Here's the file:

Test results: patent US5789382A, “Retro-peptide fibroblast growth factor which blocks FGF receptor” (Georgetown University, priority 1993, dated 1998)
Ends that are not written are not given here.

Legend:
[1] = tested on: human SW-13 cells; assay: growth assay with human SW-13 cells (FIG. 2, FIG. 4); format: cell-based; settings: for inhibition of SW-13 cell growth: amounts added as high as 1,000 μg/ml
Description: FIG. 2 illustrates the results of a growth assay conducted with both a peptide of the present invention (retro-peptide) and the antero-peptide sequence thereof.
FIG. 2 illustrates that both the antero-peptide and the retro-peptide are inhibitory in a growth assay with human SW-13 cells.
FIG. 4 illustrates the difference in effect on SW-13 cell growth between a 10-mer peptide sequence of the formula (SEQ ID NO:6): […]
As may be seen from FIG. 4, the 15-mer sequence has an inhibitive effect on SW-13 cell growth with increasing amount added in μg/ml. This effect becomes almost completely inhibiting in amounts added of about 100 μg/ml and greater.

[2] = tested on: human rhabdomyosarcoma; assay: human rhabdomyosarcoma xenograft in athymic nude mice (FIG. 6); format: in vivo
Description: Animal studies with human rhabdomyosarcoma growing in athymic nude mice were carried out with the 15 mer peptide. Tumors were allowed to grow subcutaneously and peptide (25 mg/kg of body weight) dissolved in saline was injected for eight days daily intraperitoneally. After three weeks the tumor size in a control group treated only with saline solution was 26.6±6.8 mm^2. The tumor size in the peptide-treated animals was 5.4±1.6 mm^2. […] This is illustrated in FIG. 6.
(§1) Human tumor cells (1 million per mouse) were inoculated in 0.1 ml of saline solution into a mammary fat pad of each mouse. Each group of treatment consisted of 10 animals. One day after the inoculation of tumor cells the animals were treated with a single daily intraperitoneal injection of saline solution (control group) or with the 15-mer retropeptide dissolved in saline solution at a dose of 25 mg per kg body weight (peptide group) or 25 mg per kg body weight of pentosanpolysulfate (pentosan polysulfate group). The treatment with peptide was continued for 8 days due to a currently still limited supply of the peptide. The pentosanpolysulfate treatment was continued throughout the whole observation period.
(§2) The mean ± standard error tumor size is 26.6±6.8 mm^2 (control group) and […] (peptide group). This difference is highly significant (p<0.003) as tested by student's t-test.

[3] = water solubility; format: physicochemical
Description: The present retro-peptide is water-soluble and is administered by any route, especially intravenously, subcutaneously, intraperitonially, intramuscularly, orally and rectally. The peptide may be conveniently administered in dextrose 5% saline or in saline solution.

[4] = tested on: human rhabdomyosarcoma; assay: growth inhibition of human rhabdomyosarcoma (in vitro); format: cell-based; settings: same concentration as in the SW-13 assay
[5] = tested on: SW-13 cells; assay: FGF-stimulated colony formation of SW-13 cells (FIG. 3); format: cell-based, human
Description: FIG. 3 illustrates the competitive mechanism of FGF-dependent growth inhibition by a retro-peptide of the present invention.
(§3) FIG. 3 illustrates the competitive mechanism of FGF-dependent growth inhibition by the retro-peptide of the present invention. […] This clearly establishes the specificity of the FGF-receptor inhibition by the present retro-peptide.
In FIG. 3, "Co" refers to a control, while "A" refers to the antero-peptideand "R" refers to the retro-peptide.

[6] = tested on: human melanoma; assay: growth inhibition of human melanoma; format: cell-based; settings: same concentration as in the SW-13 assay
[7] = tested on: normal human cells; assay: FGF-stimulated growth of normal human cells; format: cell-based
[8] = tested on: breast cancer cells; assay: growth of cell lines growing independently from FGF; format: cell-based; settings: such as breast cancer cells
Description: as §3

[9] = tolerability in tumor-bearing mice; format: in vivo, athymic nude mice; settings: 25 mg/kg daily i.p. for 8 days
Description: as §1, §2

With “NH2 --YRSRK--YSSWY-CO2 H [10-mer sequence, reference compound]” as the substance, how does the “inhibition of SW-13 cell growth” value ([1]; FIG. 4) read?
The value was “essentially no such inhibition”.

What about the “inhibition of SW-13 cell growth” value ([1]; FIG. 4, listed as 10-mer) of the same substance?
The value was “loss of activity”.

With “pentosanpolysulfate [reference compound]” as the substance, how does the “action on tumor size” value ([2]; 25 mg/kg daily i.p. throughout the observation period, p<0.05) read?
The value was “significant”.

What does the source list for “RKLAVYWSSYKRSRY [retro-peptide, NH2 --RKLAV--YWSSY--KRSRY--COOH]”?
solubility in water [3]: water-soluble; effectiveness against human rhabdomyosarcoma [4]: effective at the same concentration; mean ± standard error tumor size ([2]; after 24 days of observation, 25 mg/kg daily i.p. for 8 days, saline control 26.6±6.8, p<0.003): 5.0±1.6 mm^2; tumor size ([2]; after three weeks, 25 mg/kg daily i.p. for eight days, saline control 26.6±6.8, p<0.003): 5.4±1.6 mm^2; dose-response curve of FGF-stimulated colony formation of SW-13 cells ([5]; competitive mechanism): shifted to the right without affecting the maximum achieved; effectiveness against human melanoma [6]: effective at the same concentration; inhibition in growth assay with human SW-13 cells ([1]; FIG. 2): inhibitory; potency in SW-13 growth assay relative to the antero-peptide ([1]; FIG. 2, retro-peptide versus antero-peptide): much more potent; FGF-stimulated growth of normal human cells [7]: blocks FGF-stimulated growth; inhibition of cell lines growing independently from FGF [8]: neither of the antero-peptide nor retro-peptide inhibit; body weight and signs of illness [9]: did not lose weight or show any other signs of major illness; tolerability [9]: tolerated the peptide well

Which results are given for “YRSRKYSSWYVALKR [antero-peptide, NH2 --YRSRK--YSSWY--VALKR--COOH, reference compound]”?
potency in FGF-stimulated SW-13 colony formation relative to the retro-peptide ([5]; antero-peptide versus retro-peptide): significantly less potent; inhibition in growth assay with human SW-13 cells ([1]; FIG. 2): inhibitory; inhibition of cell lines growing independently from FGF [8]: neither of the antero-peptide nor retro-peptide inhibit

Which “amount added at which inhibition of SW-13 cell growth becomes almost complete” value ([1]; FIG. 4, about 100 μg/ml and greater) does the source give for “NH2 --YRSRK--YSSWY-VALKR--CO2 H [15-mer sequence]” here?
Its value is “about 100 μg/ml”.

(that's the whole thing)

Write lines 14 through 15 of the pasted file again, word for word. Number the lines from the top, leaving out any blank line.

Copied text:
Description: The present retro-peptide is water-soluble and is administered by any route, especially intravenously, subcutaneously, intraperitonially, intramuscularly, orally and rectally. The peptide may be conveniently administered in dextrose 5% saline or in saline solution.

[4] = tested on: human rhabdomyosarcoma; assay: growth inhibition of human rhabdomyosarcoma (in vitro); format: cell-based; settings: same concentration as in the SW-13 assay